#3: Sulaiman & Taye – High Court Reboots Fraudulent Trading in Winding Up

(Tetuan Sulaiman & Taye v Wong Poh Kun & Anor [2020] MLJU 1070 with grounds of judgment dated 8 July 2020)

Judge: Ong Chee Kwan JC

Why is this case important?

I wrote a case update on this decision earlier.

This is a decision concerning fraudulent trading liability against directors of a wound up company. All of the Malaysian decisions up to this point had imposed personal liability on the delinquent directors and the directors had to pay directly to the aggrieved creditor who filed the action.

One of the significant points from this decision is as follows. Once the company is wound up, unless there are good reasons, any payments by the delinquent person ought to be paid to the liquidator as contribution to the company’s assets. This ensures an equitable distribution of assets to all the creditors. There will not be a preference of one creditor over others.

Therefore, this demotivates any creditor from trying to seek personal recovery for fraudulent trading against the directors. Any recovery would be paid to the liquidator for all the creditors to enjoy.

When the court makes an order under the fraudulent trading section, the court may order the delinquent to be personally liable not only for the debts or liabilities owed to the creditor who brought the action, but for all or any of the company’s debts or other liabilities. Under such circumstances, it may be more appropriate that the payments be made to the company and not to the aggrieved creditor.

Finally, it is desirable that a fraudulent trading application should involve the liquidator of the company if the company is wound up at that time of the application. Under the fraudulent trading section, the liquidator may give evidence or call witnesses himself at the hearing.

#4: Lim Cheng Pow – High Court Decides on First Voluntary Arrangement for Personal Bankruptcy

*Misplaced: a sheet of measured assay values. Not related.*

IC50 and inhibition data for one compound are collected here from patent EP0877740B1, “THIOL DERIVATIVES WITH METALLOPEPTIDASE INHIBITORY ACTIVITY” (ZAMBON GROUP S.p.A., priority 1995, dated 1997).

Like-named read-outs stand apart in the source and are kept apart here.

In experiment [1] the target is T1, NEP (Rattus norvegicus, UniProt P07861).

(Lim Cheng Pow v Maybank Investment Bank Berhad & Anor [2020] MLJU 1514 and with grounds of judgment dated 12 May 2020)

Judge: Nadzarin bin Wok Nordin JC

Why is this case important?

This is the first decision concerning the voluntary arrangement provisions for personal bankruptcy. Voluntary arrangement is like a corporate rescue or restructuring mechanism. But it is for individuals and under the Insolvency Act 1967. I touched on voluntary arrangement and other bankruptcy changes in my earlier article.

In this case, Tan Sri Dato’ Lim Cheng Pow (Debtor) owed well in excess of RM100 million to Maybank Investment and Maybank. The banks had initiated bankruptcy proceedings against  the Debtor.

The Debtor obtained an ex parte voluntary arrangement interim order. This gave the Debtor an interim moratorium of 90 days. No bankruptcy petition and no legal proceedings can be proceeded with against the Debtor except with permission of the court. The banks applied to intervene and to set aside the interim order.

First, the Court emphasised that there was a duty of full and frank disclosure when applying for the ex parte interim order. The Court found that the Debtor had some lack of bona fides. The Debtor had failed to make full disclosure. In particular, section 2D(2)(a) of the Insolvency Act 1967 states that the Court must be satisfied that “no previous application has been filed by the debtor“. This would extend to include any previous application of a similar nature, like a debtor’s petition for restructuring his debts.

Second, there must be meticulous compliance with the procedural requirements and timelines for the voluntary arrangement. This is in light of the interim order only lasting for 90 days and there cannot be an extension.